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Children's Mental Health Plan Sent To Lawmakers

children's mental health board
Joyce Russell/IPR file
Members of Iowa's children's mental health board

An 18-member state board tasked with outlining a children’s mental health system for Iowa gave its final plan Thursday to the governor and lawmakers, who will have to work out legislation and funding to implement it.

The plan calls for mental health screenings for all kids, a statewide crisis hotline, and several types of youth mental health services to be rolled out over the next few years.

Department of Human Services Director Jerry Foxhoven said he is very optimistic this will become law in 2019. He added he’s not too concerned about funding, even though the plan calls for money from the legislature and from Medicaid.

“Part of that is because there’s been such a commitment from the governor and from both sides of the aisle that it’s worth putting money into it,” Foxhoven said. “And so they’ll have to come up with that funding.”

He didn’t say how much funding might be needed, but it will involve more money for the Medicaid managed care organizations to cover new behavioral health services.

The plan also includes workforce incentives to fix the shortage of children’s mental health professionals.

Past attempts to start a children’s mental health system have failed. But some see lawmakers’ unanimous passage of adult mental health legislation earlier this year as a good sign.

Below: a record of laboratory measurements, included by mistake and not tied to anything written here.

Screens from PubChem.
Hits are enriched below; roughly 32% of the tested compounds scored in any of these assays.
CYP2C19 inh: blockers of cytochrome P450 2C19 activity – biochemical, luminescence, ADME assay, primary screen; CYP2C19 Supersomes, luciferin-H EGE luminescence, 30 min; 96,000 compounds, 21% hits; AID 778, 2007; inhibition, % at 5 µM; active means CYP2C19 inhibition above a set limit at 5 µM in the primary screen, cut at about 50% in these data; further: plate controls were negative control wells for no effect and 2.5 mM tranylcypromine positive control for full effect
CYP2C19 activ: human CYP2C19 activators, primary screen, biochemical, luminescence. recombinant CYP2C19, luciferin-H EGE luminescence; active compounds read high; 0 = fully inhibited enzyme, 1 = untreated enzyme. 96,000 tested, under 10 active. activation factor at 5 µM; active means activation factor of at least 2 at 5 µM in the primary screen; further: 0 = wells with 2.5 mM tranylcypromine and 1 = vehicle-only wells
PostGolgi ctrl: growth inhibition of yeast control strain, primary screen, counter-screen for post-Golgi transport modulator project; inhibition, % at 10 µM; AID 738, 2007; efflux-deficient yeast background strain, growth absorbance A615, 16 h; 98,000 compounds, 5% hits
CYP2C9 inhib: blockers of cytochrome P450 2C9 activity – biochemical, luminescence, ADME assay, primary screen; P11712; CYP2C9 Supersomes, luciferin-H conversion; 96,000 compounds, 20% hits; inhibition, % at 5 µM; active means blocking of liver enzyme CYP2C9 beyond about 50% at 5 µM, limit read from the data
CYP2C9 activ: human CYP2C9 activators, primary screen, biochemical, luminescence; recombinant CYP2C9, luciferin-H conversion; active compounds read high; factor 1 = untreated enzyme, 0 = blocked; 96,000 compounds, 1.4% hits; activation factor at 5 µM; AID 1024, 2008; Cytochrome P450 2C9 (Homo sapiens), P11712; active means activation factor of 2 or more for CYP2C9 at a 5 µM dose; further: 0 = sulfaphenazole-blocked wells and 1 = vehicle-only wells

Peggy Huppert, who leads a mental health advocacy group in Iowa, said she’s happy with the plan. She also sits on the children’s system board and thinks it needs to become permanent so board members can hold lawmakers accountable in making the plan happen.

“This better be in the governor’s budget, or we’ll have a real uphill battle,” Huppert said.

The governor’s budget priorities will be released in January.

Huppert added she’s optimistic for now because the governor and many lawmakers campaigned on improving mental health care in the state.

Gov. Kim Reynolds said Tuesday she’s committed to “starting the process” of creating a children’s mental health system in Iowa.

“It’s not going to be perfect, but hopefully we can start the process and start to eliminate one of the biggest barriers in the mental health system that we have right now,” Reynolds said.

Reynolds has been hearing budget requests from state agencies and will know in December how much money she’ll have to work with in her budget.

Katarina Sostaric is IPR's State Government Reporter